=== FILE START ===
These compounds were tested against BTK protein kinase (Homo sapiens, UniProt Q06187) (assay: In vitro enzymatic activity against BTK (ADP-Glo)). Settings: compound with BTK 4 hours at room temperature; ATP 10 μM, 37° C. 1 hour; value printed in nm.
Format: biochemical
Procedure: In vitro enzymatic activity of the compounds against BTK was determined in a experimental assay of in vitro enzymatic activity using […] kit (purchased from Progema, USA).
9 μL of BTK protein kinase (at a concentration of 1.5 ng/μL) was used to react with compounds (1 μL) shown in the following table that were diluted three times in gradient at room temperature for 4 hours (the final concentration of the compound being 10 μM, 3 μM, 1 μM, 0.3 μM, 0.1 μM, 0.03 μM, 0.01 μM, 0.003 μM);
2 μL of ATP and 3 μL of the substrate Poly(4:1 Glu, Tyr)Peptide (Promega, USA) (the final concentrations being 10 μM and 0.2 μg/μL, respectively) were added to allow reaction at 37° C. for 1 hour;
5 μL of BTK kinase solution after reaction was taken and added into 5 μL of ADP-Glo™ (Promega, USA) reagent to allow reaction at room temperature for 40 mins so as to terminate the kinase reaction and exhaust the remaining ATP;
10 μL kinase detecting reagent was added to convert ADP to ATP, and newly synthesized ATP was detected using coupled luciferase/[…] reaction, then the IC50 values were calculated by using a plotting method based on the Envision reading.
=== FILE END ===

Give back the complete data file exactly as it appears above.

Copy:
These compounds were tested against BTK protein kinase (Homo sapiens, UniProt Q06187) (assay: In vitro enzymatic activity against BTK (ADP-Glo)). Settings: compound with BTK 4 hours at room temperature; ATP 10 μM, 37° C. 1 hour; value printed in nm.
Format: biochemical
Procedure: In vitro enzymatic activity of the compounds against BTK was determined in a experimental assay of in vitro enzymatic activity using […] kit (purchased from Progema, USA).
9 μL of BTK protein kinase (at a concentration of 1.5 ng/μL) was used to react with compounds (1 μL) shown in the following table that were diluted three times in gradient at room temperature for 4 hours (the final concentration of the compound being 10 μM, 3 μM, 1 μM, 0.3 μM, 0.1 μM, 0.03 μM, 0.01 μM, 0.003 μM);
2 μL of ATP and 3 μL of the substrate Poly(4:1 Glu, Tyr)Peptide (Promega, USA) (the final concentrations being 10 μM and 0.2 μg/μL, respectively) were added to allow reaction at 37° C. for 1 hour;
5 μL of BTK kinase solution after reaction was taken and added into 5 μL of ADP-Glo™ (Promega, USA) reagent to allow reaction at room temperature for 40 mins so as to terminate the kinase reaction and exhaust the remaining ATP;
10 μL kinase detecting reagent was added to convert ADP to ATP, and newly synthesized ATP was detected using coupled luciferase/[…] reaction, then the IC50 values were calculated by using a plotting method based on the Envision reading.